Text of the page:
Thinley Namgay  

National Land Commission (NLC) Secretariat launched ‘DRUK CORSNet’ on July 2 in Thimphu.

DRUK CORSNet is a network of automated ground stations with a command centre in Thimphu that tracks Global Navigation Satellites (GNS) and transmits real-time correction signals to users all the time.

A CORS network can provide both static as well as real-time kinematic correction signals. The facility can be applied in diverse fields in cadastral, topographical, engineering, geophysical, mining, resource mapping, geodynamics and academic research.

Today, there are nine DRUK CORSNet stations in Thimphu, Phuentsholing, Gelephu, Dewathang, Kanglung, Lhuentse, Bumthang, Wangduephodrang and Dagana. CORS focal persons are appointed for all stations. NLC had trained all the surveyors of 20 dzongkhags.

NLC has plans to institute new stations in Haa, Samtse, Zhemgang and Gasa in the next financial year to achieve nationwide coverage.

Professor Rui Fernandes and his team from MIRASpaco, Portugal helped NLC to build DRUK CORSNet.

CORSNet was implemented a year ago. However, NLC has been studying its efficiency so far. Officials said that CORSNet presents tremendous efficiency gains compared with other modes of surveying.

Today, 200 users from the government, corporate and private sectors have subscribed to the network.

NLC’s Secretary, Dasho Pema Chewang said the DRUK CORSNet is a vital infrastructure that serves as a carrier of national geodetic datum.

“While we may not have noticed with our senses, geodesists inform that Bhutan has been drifting on the Eurasian tectonic plate at a rate of nearly five centimetres per annum in the north-easterly direction,” he said.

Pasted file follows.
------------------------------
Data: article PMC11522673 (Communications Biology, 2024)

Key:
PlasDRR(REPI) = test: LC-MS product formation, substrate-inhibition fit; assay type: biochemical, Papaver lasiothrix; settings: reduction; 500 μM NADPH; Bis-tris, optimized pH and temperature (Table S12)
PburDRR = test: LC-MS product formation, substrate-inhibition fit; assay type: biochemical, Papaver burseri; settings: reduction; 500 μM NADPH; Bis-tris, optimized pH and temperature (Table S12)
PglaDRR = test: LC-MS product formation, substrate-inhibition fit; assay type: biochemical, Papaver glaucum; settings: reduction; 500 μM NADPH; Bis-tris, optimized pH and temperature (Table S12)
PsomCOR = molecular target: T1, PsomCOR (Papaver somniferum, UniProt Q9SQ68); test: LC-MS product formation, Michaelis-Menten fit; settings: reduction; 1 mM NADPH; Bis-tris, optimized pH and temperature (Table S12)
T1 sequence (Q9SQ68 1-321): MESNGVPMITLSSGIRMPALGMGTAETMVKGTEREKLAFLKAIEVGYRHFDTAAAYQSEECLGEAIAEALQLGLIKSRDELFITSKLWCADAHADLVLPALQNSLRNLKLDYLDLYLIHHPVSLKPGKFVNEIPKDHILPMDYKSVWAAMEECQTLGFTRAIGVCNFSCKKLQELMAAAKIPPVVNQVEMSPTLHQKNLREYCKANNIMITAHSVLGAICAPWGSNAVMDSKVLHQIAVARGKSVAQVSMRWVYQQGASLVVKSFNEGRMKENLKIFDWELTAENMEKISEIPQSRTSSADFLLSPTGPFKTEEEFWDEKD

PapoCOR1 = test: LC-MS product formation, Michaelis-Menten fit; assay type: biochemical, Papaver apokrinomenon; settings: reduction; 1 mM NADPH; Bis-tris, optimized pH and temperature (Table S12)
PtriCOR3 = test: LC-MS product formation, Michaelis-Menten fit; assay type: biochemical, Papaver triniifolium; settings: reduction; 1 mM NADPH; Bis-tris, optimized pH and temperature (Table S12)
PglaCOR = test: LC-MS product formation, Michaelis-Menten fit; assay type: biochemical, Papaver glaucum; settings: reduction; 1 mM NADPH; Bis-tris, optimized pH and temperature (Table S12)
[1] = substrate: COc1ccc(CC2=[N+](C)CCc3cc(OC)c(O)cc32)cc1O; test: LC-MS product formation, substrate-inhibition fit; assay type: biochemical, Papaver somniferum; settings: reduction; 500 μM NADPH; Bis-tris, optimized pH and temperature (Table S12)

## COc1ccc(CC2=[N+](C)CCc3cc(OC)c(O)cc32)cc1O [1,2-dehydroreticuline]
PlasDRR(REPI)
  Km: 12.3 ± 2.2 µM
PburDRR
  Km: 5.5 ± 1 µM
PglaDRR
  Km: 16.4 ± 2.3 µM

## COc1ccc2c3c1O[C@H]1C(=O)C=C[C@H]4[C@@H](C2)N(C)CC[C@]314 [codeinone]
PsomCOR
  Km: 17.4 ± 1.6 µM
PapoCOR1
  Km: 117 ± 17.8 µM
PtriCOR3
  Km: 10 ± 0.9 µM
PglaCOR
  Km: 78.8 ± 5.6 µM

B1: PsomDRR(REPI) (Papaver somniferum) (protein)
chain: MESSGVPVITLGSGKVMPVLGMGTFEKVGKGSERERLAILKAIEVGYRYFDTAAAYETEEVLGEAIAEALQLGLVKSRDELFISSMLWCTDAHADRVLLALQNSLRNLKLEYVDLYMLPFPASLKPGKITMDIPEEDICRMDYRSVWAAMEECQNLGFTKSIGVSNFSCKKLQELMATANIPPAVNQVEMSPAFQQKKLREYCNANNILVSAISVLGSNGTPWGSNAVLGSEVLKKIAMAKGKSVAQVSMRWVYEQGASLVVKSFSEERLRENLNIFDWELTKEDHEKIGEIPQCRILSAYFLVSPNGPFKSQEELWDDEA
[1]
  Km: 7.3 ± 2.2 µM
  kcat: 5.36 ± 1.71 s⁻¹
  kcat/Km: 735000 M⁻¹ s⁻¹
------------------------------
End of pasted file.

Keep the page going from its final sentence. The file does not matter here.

Dasho Pema Chewang said 2004 was a significant year in the history of surveying in Bhutan as it was the year where NLC could define a national geodetic datum called DRUKREF03 replacing the Everest datum used in the Indian sub-continent and the neighbouring countries. “It was also the year when the first CORS station was constructed in Thimphu.”

“As part of our strategic plan to remain relevant and be at the forefront, we’ll work towards upgrading DRUK CORSNet into a Virtual Reference System to avoid greater redundancy and quality control in positioning services,” he said.

During National Cadastral Resurvey Programme between 2008 and 2013, the NLC placed around 27,000 control monuments, which were imported from Europe.

NLC coordinated these control monuments with Global Navigation Satellite System (GNSS) technology and held them in high regard as ‘a state-of-the-art control infrastructure. However, with the commissioning of DRUK CORSNet, this once well-regarded infrastructure became redundant.

Head of Geodesy at NLC, Bijay Pradhan said that any surveyor could now directly go to the field and survey using the correction through a mobile network, which is much more reliable and efficient.

“Before the introduction of CORSNet, every survey required geodetic control points which are expensive and tedious to establish and observe those control points,” Bijay Pradhan said.

NLC spent at least Nu 1.2 million to build one CORSNet station. One station can cover a distance of 40km.

Director of Survey and Mapping at NLC, Tenzin Namgay said that for efficient CORSNet services, all stations would be equipped with power and internet redundancies to minimise service outages.

“People can subscribe and connect. NLC give them users credentials and they can connect to Druk CORSNet. Once they are connected, they will get all the correction signals,” Tenzin Namgay said.

Users can visit for a subscription and to download a relevant manual of practice in using DRUK CORSNet enabled real-time kinematic surveying.